Bulgogi and Bibimbap

I feel like this blog has been a little baking-crazy lately.  Well, it has.  My skinny jeans would agree.

So here’s a dinner recipe – Korean food!

I first ate bibimbap at a neighbour’s house and was totally blown away.  It’s a really neat meal to serve to guests:  it’s like build-your-own-omelette, with an exotic twist.  And building your own omelette reminds me of this video:

Oh, I love this woman.

So.  It starts with bulgogi, actually, which is a Korean recipe for marinated beef.

Here’s what you need:

1/4 cup soy sauce

1 1/2 tbsp. sugar

2 tbsp. grated pear or apple

1 scallion, diced finely

1 medium clove garlic, diced finely

2 tbsp. toasted sesame seeds

2 tbsp. sesame oil

1/2 ground black pepper

1 lb. steak, sliced finely

Here’s what you do:

Add all of the ingredients into a bowl and marinate for as long as you can – overnight is best.  Especially if you’ve got a tougher cut of meat.

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The bulgogi plays a starring role in bibimbap.  Bibimbap is basically just rice topped with bulgogi and various and sundry other stir fried/pickled vegetables, a fried egg, and a good dollop of gochujang (which you can find at your local Korean grocery store).

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This is one of those recipes that changes based on what’s in my fridge.  In my world, a few handfuls of bean sprouts blanched for a few minutes and tossed in a bit of sesame oil is the only real necessity.  You can saute mushrooms and onions in some sesame oil, you could saute spinach and top with sesame seeds (notice a sesame-related trend here?).  Recently, I grated some raw carrot and marinated it briefly in dollop of honey ginger white balsamic vinegar from Liquid Gold and put that on top of the dish.  The sky’s the limit, really, and I’m going to leave it to you to use your instincts here. Use what’s in the fridge, use your favourites, prepare them in a way that gives them a bit of an Asian flavour profile and go for it!  Oh yeah, and most would argue that, for authenticity, your bibimbap should include kimchi (Korean pickled cabbage).  So look into that, too.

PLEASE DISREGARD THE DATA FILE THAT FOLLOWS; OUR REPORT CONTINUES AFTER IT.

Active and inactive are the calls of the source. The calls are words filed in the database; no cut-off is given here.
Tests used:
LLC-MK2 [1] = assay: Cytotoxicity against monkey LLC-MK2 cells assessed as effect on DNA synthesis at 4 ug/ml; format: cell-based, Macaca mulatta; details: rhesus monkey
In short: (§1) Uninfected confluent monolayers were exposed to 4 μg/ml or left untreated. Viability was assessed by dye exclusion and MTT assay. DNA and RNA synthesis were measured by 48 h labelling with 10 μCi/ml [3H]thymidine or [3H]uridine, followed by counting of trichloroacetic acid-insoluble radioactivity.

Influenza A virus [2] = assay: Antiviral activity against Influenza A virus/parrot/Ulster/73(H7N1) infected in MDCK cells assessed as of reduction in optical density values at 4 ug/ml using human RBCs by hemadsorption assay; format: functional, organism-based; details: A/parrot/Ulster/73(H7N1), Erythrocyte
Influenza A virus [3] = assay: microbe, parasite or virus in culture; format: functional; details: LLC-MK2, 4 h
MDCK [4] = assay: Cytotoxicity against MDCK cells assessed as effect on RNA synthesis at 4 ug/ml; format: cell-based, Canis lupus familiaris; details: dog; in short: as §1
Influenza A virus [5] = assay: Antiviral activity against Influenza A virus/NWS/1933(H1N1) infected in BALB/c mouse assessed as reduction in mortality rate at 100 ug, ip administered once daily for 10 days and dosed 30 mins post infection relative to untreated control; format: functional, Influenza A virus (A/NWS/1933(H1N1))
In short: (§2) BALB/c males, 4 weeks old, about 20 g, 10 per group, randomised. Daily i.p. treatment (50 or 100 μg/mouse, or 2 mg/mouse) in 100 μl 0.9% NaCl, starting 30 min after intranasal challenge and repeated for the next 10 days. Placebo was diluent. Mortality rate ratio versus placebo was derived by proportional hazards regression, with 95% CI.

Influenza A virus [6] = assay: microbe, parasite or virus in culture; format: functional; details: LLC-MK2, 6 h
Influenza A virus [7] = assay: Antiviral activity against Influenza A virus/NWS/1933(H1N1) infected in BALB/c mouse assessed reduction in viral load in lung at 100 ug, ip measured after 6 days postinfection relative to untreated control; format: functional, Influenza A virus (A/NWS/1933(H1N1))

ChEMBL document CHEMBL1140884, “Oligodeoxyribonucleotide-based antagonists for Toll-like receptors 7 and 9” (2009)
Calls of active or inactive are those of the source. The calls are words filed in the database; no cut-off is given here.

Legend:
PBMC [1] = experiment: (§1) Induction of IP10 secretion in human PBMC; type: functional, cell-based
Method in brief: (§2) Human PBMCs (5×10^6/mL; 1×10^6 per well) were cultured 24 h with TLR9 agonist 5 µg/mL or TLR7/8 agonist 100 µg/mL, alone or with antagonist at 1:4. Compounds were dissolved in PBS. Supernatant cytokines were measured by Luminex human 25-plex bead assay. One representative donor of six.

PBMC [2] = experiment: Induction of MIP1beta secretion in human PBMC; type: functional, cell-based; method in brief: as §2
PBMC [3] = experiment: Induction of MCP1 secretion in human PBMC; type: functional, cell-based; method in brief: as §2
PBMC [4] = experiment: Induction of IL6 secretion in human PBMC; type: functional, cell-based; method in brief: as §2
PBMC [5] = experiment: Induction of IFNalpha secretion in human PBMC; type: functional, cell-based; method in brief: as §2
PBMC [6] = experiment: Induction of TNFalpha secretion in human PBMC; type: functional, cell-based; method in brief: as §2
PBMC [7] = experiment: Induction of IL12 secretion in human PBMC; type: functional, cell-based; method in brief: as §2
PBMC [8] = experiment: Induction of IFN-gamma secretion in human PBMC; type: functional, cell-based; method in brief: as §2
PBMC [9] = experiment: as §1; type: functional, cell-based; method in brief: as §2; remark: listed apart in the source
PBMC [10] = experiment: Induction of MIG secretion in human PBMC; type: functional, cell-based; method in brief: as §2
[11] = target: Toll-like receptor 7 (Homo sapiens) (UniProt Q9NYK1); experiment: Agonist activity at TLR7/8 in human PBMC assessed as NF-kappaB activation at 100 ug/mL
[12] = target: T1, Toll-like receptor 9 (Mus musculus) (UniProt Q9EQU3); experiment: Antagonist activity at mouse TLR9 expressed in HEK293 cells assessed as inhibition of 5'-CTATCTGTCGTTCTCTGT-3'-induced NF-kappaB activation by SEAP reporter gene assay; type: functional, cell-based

Here’s what you do:

Steam up some rice.  Stir fry the bulgogi.  Prepare your vegetable toppings as desired.  If you’re a lightweight, like me, you might want to take your gochujang and mix it with sugar and sesame oil until it’s a little less spicy, but do what you like.  Note:  all of the components of this dish can be prepared ahead of time and reheated as necessary, or you can have all burners on your stove going at once in an impressive feat of coordination and timing that will amaze your guests.

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As everything is coming together, fry an egg in hot hot hot peanut oil to top each dish.  I like my egg niiiice and runny so that when I eat my bibimbap there’s creamy yolk mixing in with all the toppings in my bowl.

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Enjoy!

Recipe heavily adapted from “Hungry Monkey:  A food loving father’s quest to raise an adventurous eater”

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